10 Nov 2019

The grid of the future

The grid of the future

Chicago’s Bronzeville Community Microgrid (BCM) on the city’s South Side is laying the groundwork for the rapid future growth of distributed energy resources (DER) and technical innovations to enhance grid resilience and security. Developed by Chicago-based energy company Commonwealth Edison (ComEd), the BCM will connect to a microgrid already serving the nearby campus of Illinois Tech, creating the first utilityoperated microgrid cluster in the US. It is scheduled to be fully operational in 2020.

In 2019, the utility tested an ‘islanding’ of the microgrid cluster to confirm the ability of the microgrid to provide resilience of the electric system in the face of either severe weather conditions or in the event of a cybersecurity attack. During the test phase, the BCM was disconnected from ComEd’s main grid, effectively placing it into ‘island mode’, yet it proved capable of providing sufficient power to service its customers. The microgrid integrates and utilises distributed energy resources (DERs) such as battery storage and solar photovoltaic (PV) sources. “This test is an important milestone for ComEd and the Bronzeville community, and numerous supporters in government, academia and industry,” said Terence R. Donnelly, president of ComEd.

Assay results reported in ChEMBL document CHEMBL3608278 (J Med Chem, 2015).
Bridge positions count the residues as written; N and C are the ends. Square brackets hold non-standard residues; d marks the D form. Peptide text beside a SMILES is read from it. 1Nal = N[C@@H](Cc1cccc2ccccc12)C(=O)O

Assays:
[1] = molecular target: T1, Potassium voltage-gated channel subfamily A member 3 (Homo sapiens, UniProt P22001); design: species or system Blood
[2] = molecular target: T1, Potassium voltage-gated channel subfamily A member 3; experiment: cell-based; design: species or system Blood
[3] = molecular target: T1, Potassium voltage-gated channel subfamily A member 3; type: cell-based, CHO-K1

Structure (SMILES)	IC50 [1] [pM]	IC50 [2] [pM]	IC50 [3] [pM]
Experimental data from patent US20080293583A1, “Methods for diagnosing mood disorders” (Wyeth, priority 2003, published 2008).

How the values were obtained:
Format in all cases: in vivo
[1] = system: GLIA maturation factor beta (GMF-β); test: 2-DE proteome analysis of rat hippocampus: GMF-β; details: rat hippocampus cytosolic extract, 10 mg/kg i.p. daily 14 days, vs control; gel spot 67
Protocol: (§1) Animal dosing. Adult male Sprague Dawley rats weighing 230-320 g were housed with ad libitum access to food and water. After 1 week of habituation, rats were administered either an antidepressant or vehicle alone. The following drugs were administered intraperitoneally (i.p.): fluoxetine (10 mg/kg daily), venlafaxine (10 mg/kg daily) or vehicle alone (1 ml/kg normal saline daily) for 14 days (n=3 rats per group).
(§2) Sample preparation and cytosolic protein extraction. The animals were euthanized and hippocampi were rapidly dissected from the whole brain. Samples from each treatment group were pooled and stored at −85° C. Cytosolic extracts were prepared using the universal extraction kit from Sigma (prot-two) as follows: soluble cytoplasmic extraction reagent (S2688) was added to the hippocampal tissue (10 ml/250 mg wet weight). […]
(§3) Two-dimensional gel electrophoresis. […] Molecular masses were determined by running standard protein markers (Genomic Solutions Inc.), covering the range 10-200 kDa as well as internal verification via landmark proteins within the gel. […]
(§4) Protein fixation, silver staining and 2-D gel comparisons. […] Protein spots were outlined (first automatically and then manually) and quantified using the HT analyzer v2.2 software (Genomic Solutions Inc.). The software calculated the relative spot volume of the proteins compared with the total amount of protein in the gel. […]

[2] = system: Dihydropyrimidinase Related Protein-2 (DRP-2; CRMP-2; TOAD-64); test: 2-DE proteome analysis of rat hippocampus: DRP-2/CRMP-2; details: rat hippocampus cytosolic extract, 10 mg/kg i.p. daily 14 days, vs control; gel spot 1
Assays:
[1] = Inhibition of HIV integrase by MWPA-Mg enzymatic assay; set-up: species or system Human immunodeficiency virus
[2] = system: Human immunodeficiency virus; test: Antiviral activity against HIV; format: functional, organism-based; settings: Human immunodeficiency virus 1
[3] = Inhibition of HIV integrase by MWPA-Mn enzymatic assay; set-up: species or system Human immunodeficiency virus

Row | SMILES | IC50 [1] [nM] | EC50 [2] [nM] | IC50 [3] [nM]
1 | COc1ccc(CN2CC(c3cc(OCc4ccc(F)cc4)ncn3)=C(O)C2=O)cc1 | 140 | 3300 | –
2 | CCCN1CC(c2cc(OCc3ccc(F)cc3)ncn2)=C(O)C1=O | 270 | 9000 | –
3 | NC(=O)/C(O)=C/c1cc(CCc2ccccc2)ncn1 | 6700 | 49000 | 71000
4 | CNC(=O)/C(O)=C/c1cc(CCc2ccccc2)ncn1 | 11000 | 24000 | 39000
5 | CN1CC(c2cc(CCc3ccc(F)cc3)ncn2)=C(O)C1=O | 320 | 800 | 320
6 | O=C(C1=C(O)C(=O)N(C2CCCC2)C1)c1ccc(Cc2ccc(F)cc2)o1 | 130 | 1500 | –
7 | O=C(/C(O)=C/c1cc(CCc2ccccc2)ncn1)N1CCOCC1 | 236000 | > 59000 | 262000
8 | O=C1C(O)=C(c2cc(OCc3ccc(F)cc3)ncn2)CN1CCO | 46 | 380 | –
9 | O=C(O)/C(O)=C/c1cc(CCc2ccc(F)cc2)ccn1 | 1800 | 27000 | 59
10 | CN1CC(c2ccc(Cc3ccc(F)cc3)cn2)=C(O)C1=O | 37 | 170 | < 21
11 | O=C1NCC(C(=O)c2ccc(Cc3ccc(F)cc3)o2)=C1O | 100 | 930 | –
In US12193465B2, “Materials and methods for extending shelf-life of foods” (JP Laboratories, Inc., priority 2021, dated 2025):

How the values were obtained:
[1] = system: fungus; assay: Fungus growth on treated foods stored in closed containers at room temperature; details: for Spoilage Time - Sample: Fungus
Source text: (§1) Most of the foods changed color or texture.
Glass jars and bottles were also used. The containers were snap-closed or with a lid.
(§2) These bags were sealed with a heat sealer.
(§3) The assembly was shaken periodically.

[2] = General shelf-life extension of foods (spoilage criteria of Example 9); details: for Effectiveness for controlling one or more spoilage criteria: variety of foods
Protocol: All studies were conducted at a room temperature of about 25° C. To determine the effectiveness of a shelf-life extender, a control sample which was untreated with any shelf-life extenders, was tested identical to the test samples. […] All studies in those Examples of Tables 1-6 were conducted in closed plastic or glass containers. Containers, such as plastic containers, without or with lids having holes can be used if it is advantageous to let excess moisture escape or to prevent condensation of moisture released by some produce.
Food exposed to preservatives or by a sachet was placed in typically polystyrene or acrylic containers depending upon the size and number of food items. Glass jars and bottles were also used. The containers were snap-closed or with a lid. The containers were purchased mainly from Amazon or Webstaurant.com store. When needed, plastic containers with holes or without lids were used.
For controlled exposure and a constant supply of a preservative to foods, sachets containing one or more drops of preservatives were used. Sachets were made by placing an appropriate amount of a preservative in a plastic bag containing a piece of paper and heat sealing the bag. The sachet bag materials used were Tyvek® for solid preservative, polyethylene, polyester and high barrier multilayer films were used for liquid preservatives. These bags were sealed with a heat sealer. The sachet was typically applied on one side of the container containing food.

The project began in 2016 when ComEd received an initial development grant of $1 million from the US Department of Energy, followed by an additional $4 million grant during the course of the project.

The project has provided ComEd with the opportunity to innovate and develop technology to support the integration of 750 kW of solar power with 500 kW/2 MWh of battery storage, and it promises to create the groundwork for significant advancement in how electric utilities design and operate the grid. ComEd submitted a proposal to the Illinois Commerce Commission (ICC) to construct the first utility-operated microgrid cluster, which was to be located within the Bronzeville neighbourhood. The proposal was approved in February 2018, in part because the microgrid cluster was seen as the perfect way to enhance grid resilience and security by creating a ‘laboratory’ to study ways to maximise the value of the interaction between two microgrids.